Garbage disposals are designed and built to deal with small amounts of vegetables, food from plates, and scraps that are left in the bottom of the sink.
Choosing a Garbage Disposal
Start by asking yourself what you plan to use the garbage disposal for and how often you plan to use it. If it’s going to be used every day, you should buy a good garbage disposal that has high horsepower, stainless steel construction, and a long warranty.
Galvanized steel will corrode quickly from cleaners and dish soaps that go down the drain. Corrosion simply won’t occur if the disposal is made from stainless steel.
Garbage disposals are made with 1/3 horsepower, 1/2 horsepower, 3/4 horsepower, and 1 horsepower in a residential line. You want to make sure that you have enough power to grind material very finely so it can go down the drain without any problems. If the garbage disposal is only going to be used once or twice a week, 3/4 horsepower or 1/2 horsepower might be enough. If you’re going to use your garbage disposal multiple times a day you want nothing less than a 1 horsepower.
The warranty on garbage disposals vary depending on the horsepower, construction, and brand.
Garbage Disposal Do’s & Don’ts
Knock the rust and residue off the blades by running ice cubes through your garbage disposal.
Use a bacterial agent called Bio Smart about once a month to stop odors, scum, and grease buildup.
Run your garbage disposal with cold water. It solidifies the grease so your disposal can get rid of it more effectively.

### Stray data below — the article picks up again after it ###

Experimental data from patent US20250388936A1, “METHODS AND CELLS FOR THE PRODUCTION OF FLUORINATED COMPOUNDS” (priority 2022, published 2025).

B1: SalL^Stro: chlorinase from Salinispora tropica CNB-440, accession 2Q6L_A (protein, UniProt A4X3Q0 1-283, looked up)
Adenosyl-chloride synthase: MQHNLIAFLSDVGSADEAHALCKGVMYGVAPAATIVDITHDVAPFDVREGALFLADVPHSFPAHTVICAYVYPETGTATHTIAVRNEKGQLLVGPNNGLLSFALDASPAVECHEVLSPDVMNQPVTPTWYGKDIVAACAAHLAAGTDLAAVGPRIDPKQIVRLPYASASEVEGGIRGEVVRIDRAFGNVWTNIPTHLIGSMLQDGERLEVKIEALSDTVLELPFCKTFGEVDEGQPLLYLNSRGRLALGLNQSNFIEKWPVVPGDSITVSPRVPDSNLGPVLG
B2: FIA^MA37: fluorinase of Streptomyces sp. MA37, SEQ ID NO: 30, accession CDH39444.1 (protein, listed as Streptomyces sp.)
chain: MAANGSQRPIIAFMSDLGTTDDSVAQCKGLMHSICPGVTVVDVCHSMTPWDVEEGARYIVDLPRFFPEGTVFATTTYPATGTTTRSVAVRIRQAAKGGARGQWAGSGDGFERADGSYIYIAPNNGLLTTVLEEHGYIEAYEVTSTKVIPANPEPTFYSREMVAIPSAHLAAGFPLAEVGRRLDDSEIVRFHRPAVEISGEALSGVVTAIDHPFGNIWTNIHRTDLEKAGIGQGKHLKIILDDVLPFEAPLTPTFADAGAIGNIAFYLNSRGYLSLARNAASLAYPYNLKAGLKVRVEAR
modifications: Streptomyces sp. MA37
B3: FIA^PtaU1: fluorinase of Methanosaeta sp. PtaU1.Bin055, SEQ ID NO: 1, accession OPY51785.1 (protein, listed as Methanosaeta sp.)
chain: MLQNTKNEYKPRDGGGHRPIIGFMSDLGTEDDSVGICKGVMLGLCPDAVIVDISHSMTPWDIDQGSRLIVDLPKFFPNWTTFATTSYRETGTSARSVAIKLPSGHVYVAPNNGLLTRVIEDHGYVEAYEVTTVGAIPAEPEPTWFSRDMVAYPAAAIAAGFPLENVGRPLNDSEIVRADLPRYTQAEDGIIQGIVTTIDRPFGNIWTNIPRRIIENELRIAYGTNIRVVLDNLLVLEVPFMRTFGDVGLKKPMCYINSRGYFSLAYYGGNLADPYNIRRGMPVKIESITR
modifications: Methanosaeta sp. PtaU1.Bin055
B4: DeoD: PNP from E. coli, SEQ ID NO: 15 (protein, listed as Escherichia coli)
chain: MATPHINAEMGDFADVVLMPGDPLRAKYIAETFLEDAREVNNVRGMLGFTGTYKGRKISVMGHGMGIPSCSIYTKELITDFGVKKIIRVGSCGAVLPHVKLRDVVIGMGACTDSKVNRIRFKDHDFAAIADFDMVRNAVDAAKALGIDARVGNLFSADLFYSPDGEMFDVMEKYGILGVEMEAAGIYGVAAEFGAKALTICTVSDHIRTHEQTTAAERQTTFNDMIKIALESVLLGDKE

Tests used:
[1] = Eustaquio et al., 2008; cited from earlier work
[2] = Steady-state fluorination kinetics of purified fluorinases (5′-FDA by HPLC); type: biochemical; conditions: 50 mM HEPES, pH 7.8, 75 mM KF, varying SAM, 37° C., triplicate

Check the warranty before you buy.
Your garbage disposal is not a trash can; it’s for biodegradable food scraps only. Nonfood items can damage both blades and the motor.
Remember, your garbage disposal is designed to handle the scraps rinsed from plates and cooking utensils or escapes when you’re draining a pot.
Dumping all the potato peelings from the family dinner down the garbage disposal is a bad idea.
Dumping left over starchy foods such as rice, potatoes or pasta will build up a sticky paste that can clog up your drain.
Celery, corn husks, and other fibrous vegetables can get tangled and jam the motor of your garbage disposal
Disposing bones from meat and splintery bones like chicken bones is a definite no.
Don’t pour grease, oil or fat into your garbage disposal or drain. Grease will slowly accumulate and impede your garbage disposal’s grinding ability, as well as clog drains.
If you suspect your garbage disposal has had its last meal, contact us. We’ll check to see if it’s just jammed or plugged and make sure that there isn’t a bigger problem looming.
Ready for a new garbage disposal? True to Wisler Plumbing and Air’s guiding principles, we’ve handpicked a line that you’ll be happy with - due in part to the power of the warranties behind them.